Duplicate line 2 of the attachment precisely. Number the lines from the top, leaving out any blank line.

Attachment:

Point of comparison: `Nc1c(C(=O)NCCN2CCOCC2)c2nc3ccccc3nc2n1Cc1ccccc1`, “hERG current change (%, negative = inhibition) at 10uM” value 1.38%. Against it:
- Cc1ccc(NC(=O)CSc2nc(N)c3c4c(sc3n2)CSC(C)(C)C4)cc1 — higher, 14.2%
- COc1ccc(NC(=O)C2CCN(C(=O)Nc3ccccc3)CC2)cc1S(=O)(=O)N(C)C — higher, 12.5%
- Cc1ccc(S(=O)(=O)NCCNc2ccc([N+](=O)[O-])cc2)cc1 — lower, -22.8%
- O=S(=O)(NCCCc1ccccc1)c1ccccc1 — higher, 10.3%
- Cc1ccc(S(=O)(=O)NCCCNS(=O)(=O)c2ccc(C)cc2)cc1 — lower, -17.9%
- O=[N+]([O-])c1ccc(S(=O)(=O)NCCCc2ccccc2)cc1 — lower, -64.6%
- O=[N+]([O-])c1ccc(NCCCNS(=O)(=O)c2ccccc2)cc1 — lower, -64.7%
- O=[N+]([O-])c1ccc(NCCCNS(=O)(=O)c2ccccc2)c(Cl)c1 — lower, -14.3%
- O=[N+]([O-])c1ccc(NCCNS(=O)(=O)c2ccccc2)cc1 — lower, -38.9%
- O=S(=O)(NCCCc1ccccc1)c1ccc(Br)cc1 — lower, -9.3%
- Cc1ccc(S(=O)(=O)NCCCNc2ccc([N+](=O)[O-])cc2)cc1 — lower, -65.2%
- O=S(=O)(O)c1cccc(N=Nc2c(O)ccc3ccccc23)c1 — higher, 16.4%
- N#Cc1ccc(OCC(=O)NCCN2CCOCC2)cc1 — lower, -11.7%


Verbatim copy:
- Cc1ccc(NC(=O)CSc2nc(N)c3c4c(sc3n2)CSC(C)(C)C4)cc1 — higher, 14.2%